Trudeau’s Aga Khan vacation, get ready for Duffy part 2
It could be a House of Cards political thriller: A high-ranking elected official and his family are wined and dined by a rich and powerful foreign agent who does business with the government. The official and his family are whisked away in a private aircraft to a luxurious private island for lavish vacations. All of this was, of course, done in secret with only whispers about its impropriety until a crack reporter breaks the story wide open.
But that plot is too eye-rolling and on the nose to ever make it off the writers’ room floor, except that it all really happened. We are, of course, talking about Justin Trudeau, the Prime Minister of Canada and the Aga Khan.
On Dec. 20, 2017, the Office of the Conflict of Interest and Ethics Commissioner released The Trudeau Report, finding that the prime minister had breached multiple sections of the Conflict of Interest Act. It was lamented by some that the toothless legislation allows Trudeau to escape without any consequences. Although it is true that Trudeau’s offences may go unpunished by the ethics commissioner, there may still be consequences — and as first raised by law professor Peter Sankoff, it may be wise for Trudeau hire a criminal lawyer.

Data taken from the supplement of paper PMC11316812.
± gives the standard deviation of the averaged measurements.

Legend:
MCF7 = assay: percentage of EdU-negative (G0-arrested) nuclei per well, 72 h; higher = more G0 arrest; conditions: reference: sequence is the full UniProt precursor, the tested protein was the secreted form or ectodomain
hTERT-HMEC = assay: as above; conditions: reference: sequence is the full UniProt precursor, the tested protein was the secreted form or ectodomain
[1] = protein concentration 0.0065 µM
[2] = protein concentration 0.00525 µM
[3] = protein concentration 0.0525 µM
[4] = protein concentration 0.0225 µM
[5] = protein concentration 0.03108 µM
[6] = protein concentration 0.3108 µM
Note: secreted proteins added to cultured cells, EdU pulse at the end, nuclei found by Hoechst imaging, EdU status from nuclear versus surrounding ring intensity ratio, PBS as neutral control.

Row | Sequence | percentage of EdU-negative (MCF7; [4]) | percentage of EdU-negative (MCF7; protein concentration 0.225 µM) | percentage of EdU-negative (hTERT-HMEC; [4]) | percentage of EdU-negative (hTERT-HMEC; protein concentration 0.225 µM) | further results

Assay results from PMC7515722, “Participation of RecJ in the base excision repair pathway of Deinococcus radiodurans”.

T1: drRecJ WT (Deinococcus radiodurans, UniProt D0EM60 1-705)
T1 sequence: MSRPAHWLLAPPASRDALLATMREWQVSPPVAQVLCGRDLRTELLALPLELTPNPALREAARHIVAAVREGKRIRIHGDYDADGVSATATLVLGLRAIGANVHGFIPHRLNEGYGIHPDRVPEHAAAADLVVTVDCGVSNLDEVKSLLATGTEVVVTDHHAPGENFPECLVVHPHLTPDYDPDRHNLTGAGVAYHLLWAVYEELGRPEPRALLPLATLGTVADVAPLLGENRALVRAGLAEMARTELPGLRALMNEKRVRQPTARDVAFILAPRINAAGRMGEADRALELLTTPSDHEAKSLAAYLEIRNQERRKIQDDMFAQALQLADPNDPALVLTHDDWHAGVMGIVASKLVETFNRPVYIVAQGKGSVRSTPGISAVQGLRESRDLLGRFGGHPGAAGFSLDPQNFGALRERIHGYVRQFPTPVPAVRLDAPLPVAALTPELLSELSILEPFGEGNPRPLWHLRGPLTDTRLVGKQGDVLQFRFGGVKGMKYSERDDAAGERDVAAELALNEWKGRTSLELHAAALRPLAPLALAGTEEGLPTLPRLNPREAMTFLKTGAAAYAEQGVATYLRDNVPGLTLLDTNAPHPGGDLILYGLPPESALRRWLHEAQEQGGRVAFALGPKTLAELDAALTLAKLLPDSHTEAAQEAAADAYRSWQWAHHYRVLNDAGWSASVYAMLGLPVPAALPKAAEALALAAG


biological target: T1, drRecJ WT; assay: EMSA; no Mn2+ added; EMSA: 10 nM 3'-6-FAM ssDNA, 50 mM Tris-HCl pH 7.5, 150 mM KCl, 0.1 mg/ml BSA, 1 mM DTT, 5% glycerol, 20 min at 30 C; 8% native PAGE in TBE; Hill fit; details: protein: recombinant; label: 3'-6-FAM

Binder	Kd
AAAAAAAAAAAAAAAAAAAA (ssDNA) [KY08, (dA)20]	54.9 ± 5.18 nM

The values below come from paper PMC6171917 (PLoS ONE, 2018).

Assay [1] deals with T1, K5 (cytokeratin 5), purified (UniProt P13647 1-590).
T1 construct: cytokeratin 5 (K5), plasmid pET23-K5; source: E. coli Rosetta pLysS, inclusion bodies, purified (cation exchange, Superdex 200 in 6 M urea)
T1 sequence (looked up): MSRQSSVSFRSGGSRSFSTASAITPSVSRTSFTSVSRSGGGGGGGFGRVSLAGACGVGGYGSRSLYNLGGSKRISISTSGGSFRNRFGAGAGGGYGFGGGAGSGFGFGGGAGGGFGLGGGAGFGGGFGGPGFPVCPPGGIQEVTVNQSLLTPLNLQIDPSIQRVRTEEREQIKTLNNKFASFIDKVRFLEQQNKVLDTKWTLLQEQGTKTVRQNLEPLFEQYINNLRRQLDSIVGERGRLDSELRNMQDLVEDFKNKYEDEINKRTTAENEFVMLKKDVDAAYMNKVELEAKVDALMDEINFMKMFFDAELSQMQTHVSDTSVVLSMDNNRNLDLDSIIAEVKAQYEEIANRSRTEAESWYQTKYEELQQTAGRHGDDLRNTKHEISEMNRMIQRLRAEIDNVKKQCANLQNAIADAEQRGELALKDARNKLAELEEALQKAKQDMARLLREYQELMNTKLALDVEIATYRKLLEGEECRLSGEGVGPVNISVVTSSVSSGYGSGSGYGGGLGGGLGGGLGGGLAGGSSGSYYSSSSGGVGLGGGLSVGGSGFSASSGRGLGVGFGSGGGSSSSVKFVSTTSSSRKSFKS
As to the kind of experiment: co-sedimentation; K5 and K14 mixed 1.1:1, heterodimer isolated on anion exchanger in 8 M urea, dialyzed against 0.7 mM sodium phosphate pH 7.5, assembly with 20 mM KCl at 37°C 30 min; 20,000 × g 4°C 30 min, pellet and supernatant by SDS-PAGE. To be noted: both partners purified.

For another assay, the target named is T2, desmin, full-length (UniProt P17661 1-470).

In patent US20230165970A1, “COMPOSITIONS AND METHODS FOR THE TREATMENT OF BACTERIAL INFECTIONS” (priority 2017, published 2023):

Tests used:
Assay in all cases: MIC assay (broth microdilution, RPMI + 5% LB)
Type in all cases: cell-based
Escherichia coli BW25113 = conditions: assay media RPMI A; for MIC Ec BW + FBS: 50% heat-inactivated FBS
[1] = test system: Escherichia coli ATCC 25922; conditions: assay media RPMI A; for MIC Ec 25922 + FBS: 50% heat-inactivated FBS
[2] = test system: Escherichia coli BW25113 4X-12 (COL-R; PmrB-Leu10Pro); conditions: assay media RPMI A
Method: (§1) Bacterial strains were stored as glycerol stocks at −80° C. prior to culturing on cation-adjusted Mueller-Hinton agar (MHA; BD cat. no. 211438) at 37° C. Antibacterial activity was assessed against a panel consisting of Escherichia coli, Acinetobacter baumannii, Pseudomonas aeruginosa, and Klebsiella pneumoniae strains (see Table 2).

The bottom line is that a government official simply can’t take personal benefits from people who do business with the government. That’s a crime. Yes, get ready for Mike Duffy, Part II. Only this time, the case against Trudeau seems like it may be stronger than it was against the ’Ol Duff.
Let’s take a step back and look at the black-letter law. Section 121(1)(c) of the Criminal Code makes it a crime for any official of the government to directly or indirectly accept an advantage or benefit of any kind from a person who has dealings with the government.
Duffy was charged under this section for accepting the now-infamous $90,000 cheque from Nigel Wright to repay his dubious housing claims. But at Duffy’s trial, the court found that Wright, as Steven Harper’s chief of staff, did not have true business dealings with the government and that the real benefit (avoiding political embarrassment) flowed not to Duffy but to the Prime Minister’s Office and the Conservative Party. Duffy was found not guilty of the charge.
The Duffy affair was a convoluted mess of backroom deals and political tactics, which made the investigation and prosecution difficult. Unfortunately for Trudeau, his potential offence is much more straightforward and the ethics commissioner’s report could lay out a road map for the RCMP and prosecutors.